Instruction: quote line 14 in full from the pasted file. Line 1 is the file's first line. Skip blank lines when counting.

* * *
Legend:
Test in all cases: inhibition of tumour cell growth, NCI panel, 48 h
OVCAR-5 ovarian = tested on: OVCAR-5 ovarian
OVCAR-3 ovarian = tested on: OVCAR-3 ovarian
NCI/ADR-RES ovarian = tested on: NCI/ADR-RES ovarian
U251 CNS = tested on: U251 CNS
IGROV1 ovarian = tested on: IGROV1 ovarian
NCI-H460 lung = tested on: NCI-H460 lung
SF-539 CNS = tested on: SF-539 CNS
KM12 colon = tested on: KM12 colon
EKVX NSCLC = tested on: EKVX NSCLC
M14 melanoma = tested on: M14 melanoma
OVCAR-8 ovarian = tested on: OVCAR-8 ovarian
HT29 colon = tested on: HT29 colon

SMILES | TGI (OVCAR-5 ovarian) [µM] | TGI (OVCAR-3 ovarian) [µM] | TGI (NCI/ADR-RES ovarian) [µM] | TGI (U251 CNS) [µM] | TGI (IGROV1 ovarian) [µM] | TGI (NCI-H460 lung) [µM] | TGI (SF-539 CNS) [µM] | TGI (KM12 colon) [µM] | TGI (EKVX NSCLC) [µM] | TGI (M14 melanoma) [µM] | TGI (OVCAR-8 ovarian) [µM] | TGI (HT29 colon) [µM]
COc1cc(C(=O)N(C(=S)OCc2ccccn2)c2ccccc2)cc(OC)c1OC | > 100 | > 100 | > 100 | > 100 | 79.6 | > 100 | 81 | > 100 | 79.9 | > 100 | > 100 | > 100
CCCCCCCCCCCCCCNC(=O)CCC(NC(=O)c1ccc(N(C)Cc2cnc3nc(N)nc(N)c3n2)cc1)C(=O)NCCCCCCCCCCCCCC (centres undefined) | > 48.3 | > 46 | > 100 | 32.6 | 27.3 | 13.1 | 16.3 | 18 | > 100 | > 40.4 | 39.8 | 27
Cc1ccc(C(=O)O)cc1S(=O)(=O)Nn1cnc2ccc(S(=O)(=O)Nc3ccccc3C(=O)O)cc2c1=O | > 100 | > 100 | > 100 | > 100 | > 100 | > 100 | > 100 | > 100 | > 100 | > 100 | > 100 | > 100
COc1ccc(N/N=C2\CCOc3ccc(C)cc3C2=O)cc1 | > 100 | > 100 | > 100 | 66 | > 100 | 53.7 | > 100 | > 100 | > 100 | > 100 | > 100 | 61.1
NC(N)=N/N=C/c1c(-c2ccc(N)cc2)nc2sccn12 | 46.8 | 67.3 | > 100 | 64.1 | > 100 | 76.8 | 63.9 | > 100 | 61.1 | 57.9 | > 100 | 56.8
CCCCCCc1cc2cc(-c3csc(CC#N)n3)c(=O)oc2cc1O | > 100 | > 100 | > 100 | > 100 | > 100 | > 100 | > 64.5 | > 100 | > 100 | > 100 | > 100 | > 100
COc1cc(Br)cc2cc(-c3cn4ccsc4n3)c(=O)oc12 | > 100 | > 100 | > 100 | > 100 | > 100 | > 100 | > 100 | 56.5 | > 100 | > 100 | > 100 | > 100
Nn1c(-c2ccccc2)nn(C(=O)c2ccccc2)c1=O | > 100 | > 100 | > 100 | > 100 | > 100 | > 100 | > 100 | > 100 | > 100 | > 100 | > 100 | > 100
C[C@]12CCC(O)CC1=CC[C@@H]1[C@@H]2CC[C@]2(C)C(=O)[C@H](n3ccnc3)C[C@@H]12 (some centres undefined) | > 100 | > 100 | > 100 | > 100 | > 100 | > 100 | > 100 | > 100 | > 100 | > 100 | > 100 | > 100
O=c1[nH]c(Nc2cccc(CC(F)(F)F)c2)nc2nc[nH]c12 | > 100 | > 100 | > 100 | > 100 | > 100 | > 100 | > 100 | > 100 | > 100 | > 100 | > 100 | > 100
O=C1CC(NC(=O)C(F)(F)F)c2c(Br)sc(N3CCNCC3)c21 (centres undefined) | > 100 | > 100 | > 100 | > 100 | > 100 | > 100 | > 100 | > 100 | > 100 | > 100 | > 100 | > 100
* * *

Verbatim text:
HT29 colon = tested on: HT29 colon